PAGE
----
The bike struck the truck’s front tire and bumper and Reed was ejected, striking the truck with his body before being thrown from the impact. Both vehicles then burst into flames. At the time, Reed said he had no idea how extensive his injuries were.
“I had a page and a half of broken bones. My right leg broke in five places; my femoral artery was cut.”
“I blew out my left eye socket, my nose was basically gone and I had a broken jaw. Miraculously, I had no spinal cord injury or brain damage though – at least none I didn’t have before the accident,” joked Reed as he recalled the incident recently.
Reed was transported to Wilson Regional Medical Center in Johnson City by ambulance because the emergency helicopter was not readily available. After arriving, doctors put him into an induced coma that was supposed to last 10 days – but he wouldn’t wake up for more than four weeks.
Reed said during his stay in the intensive care unit, he flatlined nine times. He’s had 20 surgeries since the accident and countless hours of physical therapy. In September 2009, he was finally able to return to work full time.
“I remember the impact. I remember laying there, waking up and a lady behind me was telling me I would be all right. I remember being in the ambulance and listening to the radio and hearing about the injuries. I thought they were talking about the other driver, I thought he was going to die, but they were actually talking about me.”
“It was one of the worst things I ever went through. It hurt me, not physically, but mentally more than anything in my life,” recalled Cooper last week. He also said he was later ticketed by state police for failing to yield the right of way.
“It’s something I really regret. He (Reed) came down one day, afterwards, and told me no hard feelings. He went to shake my hand and I gave him a hug.”
Reed says he holds no hard feelings for Cooper and says the incident was an accident.
“A lot of good has come out of this accident – more good than bad,” said Reed. “I had two seconds to think about it that day before it happened; after that kind of accident, you do a lot of soul searching.”
Reed added that the outpouring of concern and compassion he recieved from loved ones and the community was inspiring. “I just can’t thank everyone enough,” he said.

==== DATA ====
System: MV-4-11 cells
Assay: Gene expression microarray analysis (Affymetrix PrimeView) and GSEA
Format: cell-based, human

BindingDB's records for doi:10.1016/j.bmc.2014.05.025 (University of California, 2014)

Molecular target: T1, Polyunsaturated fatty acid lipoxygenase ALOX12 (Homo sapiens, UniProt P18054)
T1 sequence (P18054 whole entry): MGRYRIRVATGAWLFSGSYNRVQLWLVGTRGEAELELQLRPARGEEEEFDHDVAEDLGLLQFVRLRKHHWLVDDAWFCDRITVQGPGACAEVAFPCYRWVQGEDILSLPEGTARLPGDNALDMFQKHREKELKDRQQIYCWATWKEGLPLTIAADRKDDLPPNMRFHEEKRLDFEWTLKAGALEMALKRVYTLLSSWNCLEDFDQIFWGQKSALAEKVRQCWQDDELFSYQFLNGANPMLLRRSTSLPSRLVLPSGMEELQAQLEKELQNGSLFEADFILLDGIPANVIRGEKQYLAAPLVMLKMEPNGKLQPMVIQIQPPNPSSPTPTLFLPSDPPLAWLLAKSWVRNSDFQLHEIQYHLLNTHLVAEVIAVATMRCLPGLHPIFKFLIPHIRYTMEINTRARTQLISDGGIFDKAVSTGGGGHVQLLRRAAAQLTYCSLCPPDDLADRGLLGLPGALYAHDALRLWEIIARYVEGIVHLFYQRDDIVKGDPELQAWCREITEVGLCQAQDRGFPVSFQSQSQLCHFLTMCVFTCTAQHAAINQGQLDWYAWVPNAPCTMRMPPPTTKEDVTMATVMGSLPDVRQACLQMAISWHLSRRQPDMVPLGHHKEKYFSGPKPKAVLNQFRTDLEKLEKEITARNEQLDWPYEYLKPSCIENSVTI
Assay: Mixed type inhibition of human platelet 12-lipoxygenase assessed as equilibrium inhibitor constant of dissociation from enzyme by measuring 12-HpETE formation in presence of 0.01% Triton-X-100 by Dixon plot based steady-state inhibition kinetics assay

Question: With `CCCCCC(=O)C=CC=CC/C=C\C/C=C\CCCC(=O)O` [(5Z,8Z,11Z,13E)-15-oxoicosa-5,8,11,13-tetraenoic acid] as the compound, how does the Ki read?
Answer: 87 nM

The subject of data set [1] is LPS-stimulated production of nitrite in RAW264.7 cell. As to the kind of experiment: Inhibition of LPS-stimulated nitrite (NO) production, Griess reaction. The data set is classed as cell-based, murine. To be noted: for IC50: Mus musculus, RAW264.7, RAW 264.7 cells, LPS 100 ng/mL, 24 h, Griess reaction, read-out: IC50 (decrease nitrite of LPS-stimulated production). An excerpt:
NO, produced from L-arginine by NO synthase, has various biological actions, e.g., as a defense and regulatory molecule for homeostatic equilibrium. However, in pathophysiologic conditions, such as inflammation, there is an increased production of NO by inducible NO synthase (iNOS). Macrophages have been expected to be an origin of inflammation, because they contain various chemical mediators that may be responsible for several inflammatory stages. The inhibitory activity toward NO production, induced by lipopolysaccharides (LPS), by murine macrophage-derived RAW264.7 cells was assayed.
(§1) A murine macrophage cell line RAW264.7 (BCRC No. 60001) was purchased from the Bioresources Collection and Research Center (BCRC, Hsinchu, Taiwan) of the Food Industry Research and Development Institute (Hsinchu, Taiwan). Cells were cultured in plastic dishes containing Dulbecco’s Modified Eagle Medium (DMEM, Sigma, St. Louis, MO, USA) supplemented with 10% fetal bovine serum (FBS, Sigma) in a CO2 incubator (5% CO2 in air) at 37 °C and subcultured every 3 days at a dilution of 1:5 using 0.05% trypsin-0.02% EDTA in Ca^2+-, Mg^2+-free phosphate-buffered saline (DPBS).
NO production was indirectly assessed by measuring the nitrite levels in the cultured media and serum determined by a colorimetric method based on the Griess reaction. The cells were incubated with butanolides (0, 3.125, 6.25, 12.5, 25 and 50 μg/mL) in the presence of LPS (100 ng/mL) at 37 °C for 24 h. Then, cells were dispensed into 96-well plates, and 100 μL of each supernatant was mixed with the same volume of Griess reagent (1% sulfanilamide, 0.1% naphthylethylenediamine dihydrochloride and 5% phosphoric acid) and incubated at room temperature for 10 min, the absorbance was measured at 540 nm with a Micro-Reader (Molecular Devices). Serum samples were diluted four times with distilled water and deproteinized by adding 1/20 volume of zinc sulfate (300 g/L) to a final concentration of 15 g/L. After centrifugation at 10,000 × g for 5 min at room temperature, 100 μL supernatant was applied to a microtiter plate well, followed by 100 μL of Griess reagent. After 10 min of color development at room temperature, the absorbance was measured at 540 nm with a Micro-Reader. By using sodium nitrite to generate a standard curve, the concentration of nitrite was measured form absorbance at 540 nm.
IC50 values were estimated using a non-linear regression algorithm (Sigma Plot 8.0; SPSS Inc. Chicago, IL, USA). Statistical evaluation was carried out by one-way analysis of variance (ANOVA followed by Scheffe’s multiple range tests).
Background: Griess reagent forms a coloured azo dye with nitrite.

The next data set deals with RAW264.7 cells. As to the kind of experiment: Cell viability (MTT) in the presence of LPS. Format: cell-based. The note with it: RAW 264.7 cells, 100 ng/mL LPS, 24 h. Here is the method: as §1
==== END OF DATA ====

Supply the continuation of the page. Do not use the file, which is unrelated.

“I’m a different person than I was before. You gain a new life appreciation. Something like this can hurt and it changes you. You can focus on the pain every day or let it remind you that you made it,” said Reed, who has not ridden a motorcycle since.
Cooper too says the day changed him forever. “Now it takes a lot of time before I make a turn to go anywhere. People should always be on the lookout because it only takes a second for something to happen.”
Safety Tips from the New York State Department of Motor vehicles for bikers.
• Always wear an approved helmet and eye protection. Helmets are required by law in New York State.
• Always wear high quality riding gear designed to protect the rider during a fall. This includes over the ankle boots, full finger gloves with padding in addition to jackets and pants with armor protection at impact points.
• Wear high visibility vests, garments with reflectorized features and accessories to boost your visibility to other drivers.
• Maintain your motorcycle properly. Insure all your lights and horn are working and both mirrors are adjusted. Make sure your tires are properly inflated and have legal tread depth.
• Maintain a high level of awareness. Scan the roadway constantly for dangers and ride alert.
• Never drink alcohol and ride a motorcycle.
• Allow adequate space between you and the vehicle in front of you. Use the “two second” rule as a safety zone.
• Let other motorists know your intentions. Signal when you turn with your directional lights or hand signals. Also, flashing your brake light periodically before you stop will alert drivers behind you to be cautious.